Don’t let police erode civil liberties in pandemic’s lockdown – Bill Carmichael

Police at last weekend's protest in Leeds. Photo: Simon Hulme.Police at last weekend's protest in Leeds. Photo: Simon Hulme.
Police at last weekend's protest in Leeds. Photo: Simon Hulme.
LAST weekend a group of feminist activists planned to hold an outdoor meeting in Leeds city centre to discuss changes to the Gender Recognition Act and to protest at the “erasure of female-centric language”.

Fair enough, you might think, we are still supposed to be – just about – a free country. Let them get on with it, as a few socially distanced protesters outside Leeds Art Gallery on a quiet Sunday is unlikely to cause anyone else a major inconvenience.

But that is not how West Yorkshire Police saw it. Officers ordered the 
women to disperse, arrested three of them and issued £100 on-the-spot fines to 12 others.

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Of course under recent Covid 19 rules people are banned from gathering in groups of more than six, but there is a special exemption for political protests, provided a proper risk assessment has been carried out and measures are in place to reduce the risk of coronavirus transmission.

To what extent are Covid restricitons eroding civil liberties? Bill Carmichael poses the question.To what extent are Covid restricitons eroding civil liberties? Bill Carmichael poses the question.
To what extent are Covid restricitons eroding civil liberties? Bill Carmichael poses the question.

Indeed in recent months West Yorkshire Police has facilitated some political demonstrations including those held by the Black Lives Matter movement. So why was Sunday’s protest treated so differently?

I put this point to West Yorkshire Police and they told me that they “received short notice about the proposed event, which initially did not appear to conform to existing regulations”.

The protesters dispute this and say there was extensive telephone contact with the police before the event, and they were prepared to obey the regulations and had carried out a full risk assessment. Surely, with a bit of goodwill, a way could have been found for the meeting to take place?

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Ask the women themselves and they will argue that the police’s reaction to a small, peaceful protest is part of an attempt to silence them for having inconvenient views.

They believe that senior police officers, along with local authorities, the educational establishment and many large multi-national corporations have been captured by an authoritarian and intolerant woke ideology that is openly hostile to free speech and to women’s rights.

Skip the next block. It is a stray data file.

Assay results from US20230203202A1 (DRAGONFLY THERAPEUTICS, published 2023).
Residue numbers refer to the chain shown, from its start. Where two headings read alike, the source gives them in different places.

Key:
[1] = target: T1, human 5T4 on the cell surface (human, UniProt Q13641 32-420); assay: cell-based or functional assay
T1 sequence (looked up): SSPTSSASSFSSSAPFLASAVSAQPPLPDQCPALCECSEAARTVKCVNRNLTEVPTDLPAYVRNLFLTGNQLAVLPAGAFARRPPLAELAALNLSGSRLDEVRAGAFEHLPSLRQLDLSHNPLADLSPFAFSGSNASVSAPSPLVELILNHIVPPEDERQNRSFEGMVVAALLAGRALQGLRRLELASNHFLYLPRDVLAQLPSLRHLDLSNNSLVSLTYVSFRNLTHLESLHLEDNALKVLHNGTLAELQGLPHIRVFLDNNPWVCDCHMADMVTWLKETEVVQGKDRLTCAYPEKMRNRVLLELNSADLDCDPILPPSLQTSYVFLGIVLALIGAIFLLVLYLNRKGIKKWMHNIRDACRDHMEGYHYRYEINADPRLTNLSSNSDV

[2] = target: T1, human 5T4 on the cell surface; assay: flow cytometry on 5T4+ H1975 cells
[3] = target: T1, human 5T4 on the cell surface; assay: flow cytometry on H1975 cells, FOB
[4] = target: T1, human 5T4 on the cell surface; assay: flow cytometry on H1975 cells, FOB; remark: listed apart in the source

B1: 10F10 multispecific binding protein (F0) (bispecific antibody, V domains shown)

They oppose gender self-identification – the ability of people born male to easily re-define themselves as women – because they say it erodes women’s rights and puts at risk female only spaces such as changing rooms, women’s refuges and women’s prisons.

You have to admit they have a point. Take, for example, the case of Karen White, a convicted paedophile previously known as David Thompson, who sexually assaulted two female prisoners after self-identifying as a woman and demanding a transfer to New Hall women’s prison near Wakefield.

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But whenever feminist groups raise these concerns they are howled down and told to shut up. Two years ago, for example, Leeds City Council cancelled a meeting of feminists at Leeds Civic Hall to discuss gender self-identification because they labelled it transphobic.

And when Harry Potter author J K Rowling raised some mild and politely expressed concerns about gender self-identification she was hit by a never-ending stream of misogynistic abuse, including death and rape threats. Many feminists fear their very identity as women is in danger of being erased.

As it happens, the Government announced this week that it had decided to rule out any major changes in the gender recognition laws – largely because of the effective campaigning of feminists like those behind Sunday’s planned protest.

There is a debate to be had here and both sides need to be heard. Trans people need to be treated with compassion and provided with appropriate health care. But feminists also have every right to raise concerns.

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And we need to be very careful of two things – that the state doesn’t use the pandemic as an excuse to erode our civil liberties, including free speech, and that the police are not seen to be taking sides in a toxic culture war.

I will leave the last word to the police. Chief Superintendent Damien Miller, District Commander of Leeds Police, told me: “West Yorkshire Police fully acknowledges the importance of lawful protests and demonstrations, but recognises that these have to be balanced against current legislation which is in place to protect the health and safety of the public.”

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Thank you

James Mitchinson

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